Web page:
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On another occasion we heard it urged against the renomination of a State officer that he kept his office so filled with the fumes of tobacco as to make it very unpleasant for one not a smoker to transact business there.

We call upon the young men of our profession to maintain their liberty. Yield obedience to no such master. Keep your bodies as well as your spirits pure.

Now, brethren, lovers of the weed, be not offended. We love you, but we do not like tobacco nor tobacco smoke.


The teachers of Greene County held their regular bi-monthly meeting at Venia, on Saturday, Dec. & A report in the county papers puts the attendance of the morning session at one hundred, and that of the afternoon at double this number. We infer from the report that the exercises were of an unusually interesting character. Superintendent Cox, of the Xenia schools, presided. Several names familiar to us appear in the report. A “Review of first three chapters of Hailman,'' and a report from the Reading Circles in the different townships constituted prominent features of the meeting.

We drop a tear as we think of other days in the schools of old Greene. We taught our first school in the McCroskey district. The school-house stood at the side of the high-way that leads from Jamestown (Jimtown we called it) to Cedarville. The pay was fifteen dollars a month, out of which we paid one dollar a week for board. We did so well the first term that we easily secured the school for another term, at an increased salary--sixteen dollars a month.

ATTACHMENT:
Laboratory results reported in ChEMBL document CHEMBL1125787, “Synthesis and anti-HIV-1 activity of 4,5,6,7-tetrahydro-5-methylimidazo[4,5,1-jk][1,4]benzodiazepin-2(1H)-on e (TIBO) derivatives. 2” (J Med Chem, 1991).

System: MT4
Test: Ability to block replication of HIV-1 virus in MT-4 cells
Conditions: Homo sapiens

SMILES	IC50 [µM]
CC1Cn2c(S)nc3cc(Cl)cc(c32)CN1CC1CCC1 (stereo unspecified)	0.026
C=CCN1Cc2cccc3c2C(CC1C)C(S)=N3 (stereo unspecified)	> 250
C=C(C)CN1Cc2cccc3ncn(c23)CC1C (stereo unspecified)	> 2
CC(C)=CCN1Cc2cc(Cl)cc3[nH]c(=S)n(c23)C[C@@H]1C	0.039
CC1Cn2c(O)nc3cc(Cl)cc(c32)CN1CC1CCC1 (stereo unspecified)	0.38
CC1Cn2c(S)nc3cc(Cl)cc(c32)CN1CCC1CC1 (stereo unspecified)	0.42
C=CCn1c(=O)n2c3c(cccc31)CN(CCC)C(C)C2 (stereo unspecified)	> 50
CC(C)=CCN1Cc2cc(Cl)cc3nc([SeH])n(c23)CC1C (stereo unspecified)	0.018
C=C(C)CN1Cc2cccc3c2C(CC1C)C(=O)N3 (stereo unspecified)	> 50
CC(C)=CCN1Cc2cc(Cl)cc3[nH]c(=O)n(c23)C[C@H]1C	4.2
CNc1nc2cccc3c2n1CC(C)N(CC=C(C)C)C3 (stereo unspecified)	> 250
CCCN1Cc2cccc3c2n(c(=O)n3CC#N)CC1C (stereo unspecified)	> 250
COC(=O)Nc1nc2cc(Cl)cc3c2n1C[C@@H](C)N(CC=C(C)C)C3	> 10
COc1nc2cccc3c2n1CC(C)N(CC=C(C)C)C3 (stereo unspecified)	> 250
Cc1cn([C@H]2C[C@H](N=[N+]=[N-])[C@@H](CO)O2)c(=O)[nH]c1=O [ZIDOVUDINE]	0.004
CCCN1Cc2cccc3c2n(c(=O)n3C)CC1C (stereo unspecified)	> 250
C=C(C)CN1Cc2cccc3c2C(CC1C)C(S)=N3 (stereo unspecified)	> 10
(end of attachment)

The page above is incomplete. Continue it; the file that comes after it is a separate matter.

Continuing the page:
Our pext engagement was in the Janney or Spencer district, seven miles east of Xenia, on the Jamestown turn-pike. The contract was for ten months at twenty dollars a month; but we quarreled with the directors (or they with us) and left the school at the end of four or five months. One of our younger pupils in this school is now a college president. While teaching here, we placed ten cent pictures on the walls and calico curtains on the windows, at our own expense, and planted trees and flowers on the grounds about the house. It was while teaching this school that we first read Page's Theory and Practice of Teaching, and the teacher-spirit began to grow in lis.

Our next school was at Oldtown Run, about four miles east of Xenia. While teaching here we spent our out-of-school hours in studying Upham's Mental Philosophy and Wayland's Moral Science. Our immediate predecessor in this school, James Turnbull, dead long since, was very popular--probably the most popular teacher in the county at the time, and we found it very hard to get up the interest we had had in our last school. So we accepted an offer of twenty-six dollars a month to teach the winter term in the Hyslop district, on the south Jamestown road. During this winter we were interested in reading Watts on the Mind and Uncle Tom's Cabin. The latter was then appearing as a serial in the National Era. It was about this time that Josiah Hurty flourished as superintendent of the Xenia Schools-about 1851. Andrew Amyx and A. J. Nelson were popular teachers in the county at the same time. We afterwards taught in the Dallas district, on Clark's Run; and still later, in the Liggett district and the McClung district, four or five miles west of Xenia. In the last named district we recrived fifty dollars a month, and had the most advanced country school we ever tanght. We had a class of eight or ten choice young people who studied Ray's Higher Algebra, Davies' Legendre, and Parker's Natural Philosophy. One of these, Johu MeClung, a most excellent young man, was left on the field, at the battle of Stone River.